With three models of 500 W solar panels officially unveiled, here’s a look at what it means for the future of project development and the solar industry at large.
How will the advent of 500 W PV modules change the solar industry?
“For applications where you have a lot of area, particularly commercial and especially utility scale, it’s really significant,” said Barry Cinnamon, CEO of solar and energy storage installer Cinnamon Energy Systems. “You could just use fewer modules – it reduces handling costs and overall balance-of-system costs go down.”
If fewer modules are needed to reach the capacity specifications of a project, costs will fall as such modules become economically viable. A significant project area that will see cost reductions is racking and trackers.
“It’s going to drive down the cost of racks and trackers per module,” said Matt Kesler, head of technology at OMCO Solar, an Arizona-based racking and fixed tilt tracking manufacturer. “It’ll reduce the cost per watt of installation labor. It’s also going to give a premium on racks and trackers that are designed for ergonomics. As these things get bigger they’re going to get heavier and wider. if there are features in the trackers and racks that assist in the placement of the modules, that’s going to have more value.”
The consensus among the installers interviewed by pv magazine was that the average module installed checks in at 380 W. This means that Trina and Risen’s panels deliver around 31% more power than the average installed panel. Cinnamon said that 10 years ago, the average module output was about 250 W.
As neat as that calculation is, these panels have a long way to go until they are industry standards, let alone benchmarks for the average installation.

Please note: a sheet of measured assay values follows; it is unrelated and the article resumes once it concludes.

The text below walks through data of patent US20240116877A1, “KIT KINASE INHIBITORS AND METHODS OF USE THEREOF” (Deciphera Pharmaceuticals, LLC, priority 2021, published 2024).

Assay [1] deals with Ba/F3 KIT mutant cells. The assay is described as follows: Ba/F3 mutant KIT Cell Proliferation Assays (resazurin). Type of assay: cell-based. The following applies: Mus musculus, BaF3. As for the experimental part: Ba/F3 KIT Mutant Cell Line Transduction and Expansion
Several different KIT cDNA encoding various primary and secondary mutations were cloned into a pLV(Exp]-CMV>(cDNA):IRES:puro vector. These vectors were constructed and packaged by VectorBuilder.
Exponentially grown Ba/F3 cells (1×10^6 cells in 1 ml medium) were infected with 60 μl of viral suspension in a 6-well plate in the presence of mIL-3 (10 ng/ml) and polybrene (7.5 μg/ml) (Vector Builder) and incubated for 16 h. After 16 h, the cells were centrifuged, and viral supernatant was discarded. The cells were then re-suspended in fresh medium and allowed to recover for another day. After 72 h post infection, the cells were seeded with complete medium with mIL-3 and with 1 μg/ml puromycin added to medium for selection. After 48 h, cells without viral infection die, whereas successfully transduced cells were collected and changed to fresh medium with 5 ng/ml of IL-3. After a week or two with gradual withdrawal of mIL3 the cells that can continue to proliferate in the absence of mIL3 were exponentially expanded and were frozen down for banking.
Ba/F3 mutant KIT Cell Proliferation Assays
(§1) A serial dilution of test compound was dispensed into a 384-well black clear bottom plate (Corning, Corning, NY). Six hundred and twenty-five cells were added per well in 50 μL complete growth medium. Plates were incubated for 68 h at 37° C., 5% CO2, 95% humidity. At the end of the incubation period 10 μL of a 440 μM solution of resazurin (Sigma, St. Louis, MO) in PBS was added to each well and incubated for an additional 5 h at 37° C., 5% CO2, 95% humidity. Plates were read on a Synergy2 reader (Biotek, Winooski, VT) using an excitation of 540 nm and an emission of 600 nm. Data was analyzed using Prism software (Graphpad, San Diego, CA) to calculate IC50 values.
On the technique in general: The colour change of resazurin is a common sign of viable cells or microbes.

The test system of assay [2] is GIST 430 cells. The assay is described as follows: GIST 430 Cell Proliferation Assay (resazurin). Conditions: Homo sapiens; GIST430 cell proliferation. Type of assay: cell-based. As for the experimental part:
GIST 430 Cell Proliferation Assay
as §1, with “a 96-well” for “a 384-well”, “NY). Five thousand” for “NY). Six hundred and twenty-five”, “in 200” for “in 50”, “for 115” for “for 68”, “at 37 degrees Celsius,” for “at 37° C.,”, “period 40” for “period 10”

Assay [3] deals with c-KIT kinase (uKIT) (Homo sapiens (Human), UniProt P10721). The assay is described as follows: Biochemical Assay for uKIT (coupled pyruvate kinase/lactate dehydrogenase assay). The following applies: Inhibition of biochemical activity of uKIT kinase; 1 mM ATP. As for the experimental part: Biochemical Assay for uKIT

“It takes about five years for the industry to change all of its assembly equipment to a new size,” said Cinnamon. “It’s a lot of work to buy new equipment because often it can’t be reprogrammed … We’re talking three to five years to change out all of that equipment.”
“The most common sector is going to be C&I [commercial and industrial users],” said Jock Patterson of Fronius USA, an inverter company. “I see these on rooftops where space is limited and they want higher-efficiency modules. Large suppliers are going to feel the pressure to supply an inverter that’s 1,500 V. Those who aren’t providing that are going to feel like they’re missing out on those larger rooftop projects.”
The change is unlikely to be industry-wide, however. The residential solar market is expected to see little direct impact as the higher-power modules become commercially available – as roof space is usually limited, work spaces are angled and workers have to be able to carry the modules up ladders. Anything beyond the standard 1×1.6m, 60-cell module is too cumbersome.
The hope for residential installers pv magazine spoke with was that the technologies used to get modules to 500 W will eventually trickle down to their 60-cell, lower output brethren. That could mean residential installations would be able to take up less roofspace while providing more power, ultimately driving down balance-of-system costs.
Risen has claimed it could easily reach 600 Wp of output with a 60-cell panel.
This article was amended on 09/03/20 to reflect the new 500 W panels are 50-cell devices, not 72-cell modules as previously reported.